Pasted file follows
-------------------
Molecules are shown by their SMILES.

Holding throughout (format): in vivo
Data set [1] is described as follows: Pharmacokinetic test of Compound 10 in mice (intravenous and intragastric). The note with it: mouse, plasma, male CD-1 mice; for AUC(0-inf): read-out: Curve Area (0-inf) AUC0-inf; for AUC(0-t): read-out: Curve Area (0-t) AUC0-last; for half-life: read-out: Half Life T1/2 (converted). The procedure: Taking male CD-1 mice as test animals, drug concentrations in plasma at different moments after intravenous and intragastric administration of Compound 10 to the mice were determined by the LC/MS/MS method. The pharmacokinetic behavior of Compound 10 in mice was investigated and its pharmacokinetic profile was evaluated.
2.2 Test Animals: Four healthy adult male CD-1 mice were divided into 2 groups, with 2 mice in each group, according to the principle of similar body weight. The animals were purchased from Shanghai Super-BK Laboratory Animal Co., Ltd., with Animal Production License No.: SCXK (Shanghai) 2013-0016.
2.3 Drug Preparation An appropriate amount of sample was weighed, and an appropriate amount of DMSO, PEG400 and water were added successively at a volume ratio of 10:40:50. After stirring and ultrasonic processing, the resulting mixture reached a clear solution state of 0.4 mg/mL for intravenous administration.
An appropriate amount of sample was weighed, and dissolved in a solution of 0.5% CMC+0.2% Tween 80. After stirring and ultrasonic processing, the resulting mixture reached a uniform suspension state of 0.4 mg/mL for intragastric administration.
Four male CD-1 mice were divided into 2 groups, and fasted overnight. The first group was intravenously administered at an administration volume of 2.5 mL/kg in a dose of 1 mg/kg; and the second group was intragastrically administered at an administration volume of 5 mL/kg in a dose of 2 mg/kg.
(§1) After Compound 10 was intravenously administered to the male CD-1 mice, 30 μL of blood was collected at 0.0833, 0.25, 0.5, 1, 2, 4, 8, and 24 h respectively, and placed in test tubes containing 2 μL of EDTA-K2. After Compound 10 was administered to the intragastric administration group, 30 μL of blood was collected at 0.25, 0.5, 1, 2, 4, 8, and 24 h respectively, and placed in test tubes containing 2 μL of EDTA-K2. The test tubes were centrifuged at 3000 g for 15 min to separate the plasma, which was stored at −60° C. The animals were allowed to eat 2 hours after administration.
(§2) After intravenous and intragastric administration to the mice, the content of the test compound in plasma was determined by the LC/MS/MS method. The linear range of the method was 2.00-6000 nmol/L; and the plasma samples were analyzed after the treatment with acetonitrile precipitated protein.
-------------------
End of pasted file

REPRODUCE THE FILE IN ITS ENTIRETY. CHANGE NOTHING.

Molecules are shown by their SMILES.

Holding throughout (format): in vivo
Data set [1] is described as follows: Pharmacokinetic test of Compound 10 in mice (intravenous and intragastric). The note with it: mouse, plasma, male CD-1 mice; for AUC(0-inf): read-out: Curve Area (0-inf) AUC0-inf; for AUC(0-t): read-out: Curve Area (0-t) AUC0-last; for half-life: read-out: Half Life T1/2 (converted). The procedure: Taking male CD-1 mice as test animals, drug concentrations in plasma at different moments after intravenous and intragastric administration of Compound 10 to the mice were determined by the LC/MS/MS method. The pharmacokinetic behavior of Compound 10 in mice was investigated and its pharmacokinetic profile was evaluated.
2.2 Test Animals: Four healthy adult male CD-1 mice were divided into 2 groups, with 2 mice in each group, according to the principle of similar body weight. The animals were purchased from Shanghai Super-BK Laboratory Animal Co., Ltd., with Animal Production License No.: SCXK (Shanghai) 2013-0016.
2.3 Drug Preparation An appropriate amount of sample was weighed, and an appropriate amount of DMSO, PEG400 and water were added successively at a volume ratio of 10:40:50. After stirring and ultrasonic processing, the resulting mixture reached a clear solution state of 0.4 mg/mL for intravenous administration.
An appropriate amount of sample was weighed, and dissolved in a solution of 0.5% CMC+0.2% Tween 80. After stirring and ultrasonic processing, the resulting mixture reached a uniform suspension state of 0.4 mg/mL for intragastric administration.
Four male CD-1 mice were divided into 2 groups, and fasted overnight. The first group was intravenously administered at an administration volume of 2.5 mL/kg in a dose of 1 mg/kg; and the second group was intragastrically administered at an administration volume of 5 mL/kg in a dose of 2 mg/kg.
(§1) After Compound 10 was intravenously administered to the male CD-1 mice, 30 μL of blood was collected at 0.0833, 0.25, 0.5, 1, 2, 4, 8, and 24 h respectively, and placed in test tubes containing 2 μL of EDTA-K2. After Compound 10 was administered to the intragastric administration group, 30 μL of blood was collected at 0.25, 0.5, 1, 2, 4, 8, and 24 h respectively, and placed in test tubes containing 2 μL of EDTA-K2. The test tubes were centrifuged at 3000 g for 15 min to separate the plasma, which was stored at −60° C. The animals were allowed to eat 2 hours after administration.
(§2) After intravenous and intragastric administration to the mice, the content of the test compound in plasma was determined by the LC/MS/MS method. The linear range of the method was 2.00-6000 nmol/L; and the plasma samples were analyzed after the treatment with acetonitrile precipitated protein.